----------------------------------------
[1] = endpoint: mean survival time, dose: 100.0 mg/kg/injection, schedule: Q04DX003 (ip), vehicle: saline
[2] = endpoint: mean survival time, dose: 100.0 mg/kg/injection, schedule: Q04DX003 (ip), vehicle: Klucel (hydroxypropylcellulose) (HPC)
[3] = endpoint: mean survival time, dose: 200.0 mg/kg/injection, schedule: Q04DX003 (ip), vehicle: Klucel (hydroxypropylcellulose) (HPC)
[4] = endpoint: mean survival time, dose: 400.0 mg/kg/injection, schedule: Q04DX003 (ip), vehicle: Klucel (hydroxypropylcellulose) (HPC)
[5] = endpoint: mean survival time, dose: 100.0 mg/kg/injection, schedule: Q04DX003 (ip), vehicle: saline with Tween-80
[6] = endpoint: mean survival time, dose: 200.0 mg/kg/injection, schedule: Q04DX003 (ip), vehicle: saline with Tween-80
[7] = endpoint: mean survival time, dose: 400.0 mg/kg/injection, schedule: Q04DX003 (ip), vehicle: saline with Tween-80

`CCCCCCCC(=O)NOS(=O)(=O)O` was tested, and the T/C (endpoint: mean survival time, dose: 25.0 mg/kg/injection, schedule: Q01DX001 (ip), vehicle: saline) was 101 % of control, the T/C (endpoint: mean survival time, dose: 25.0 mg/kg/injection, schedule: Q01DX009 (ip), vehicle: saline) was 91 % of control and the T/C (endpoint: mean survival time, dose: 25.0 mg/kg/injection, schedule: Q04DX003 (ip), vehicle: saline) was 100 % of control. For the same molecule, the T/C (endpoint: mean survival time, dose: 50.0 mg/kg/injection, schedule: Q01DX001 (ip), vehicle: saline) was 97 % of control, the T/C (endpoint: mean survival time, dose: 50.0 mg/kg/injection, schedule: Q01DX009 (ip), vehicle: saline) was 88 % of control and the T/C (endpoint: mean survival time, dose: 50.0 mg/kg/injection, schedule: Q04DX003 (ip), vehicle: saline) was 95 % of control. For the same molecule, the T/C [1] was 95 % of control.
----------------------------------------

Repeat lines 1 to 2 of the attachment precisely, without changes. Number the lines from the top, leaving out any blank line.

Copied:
[1] = endpoint: mean survival time, dose: 100.0 mg/kg/injection, schedule: Q04DX003 (ip), vehicle: saline
[2] = endpoint: mean survival time, dose: 100.0 mg/kg/injection, schedule: Q04DX003 (ip), vehicle: Klucel (hydroxypropylcellulose) (HPC)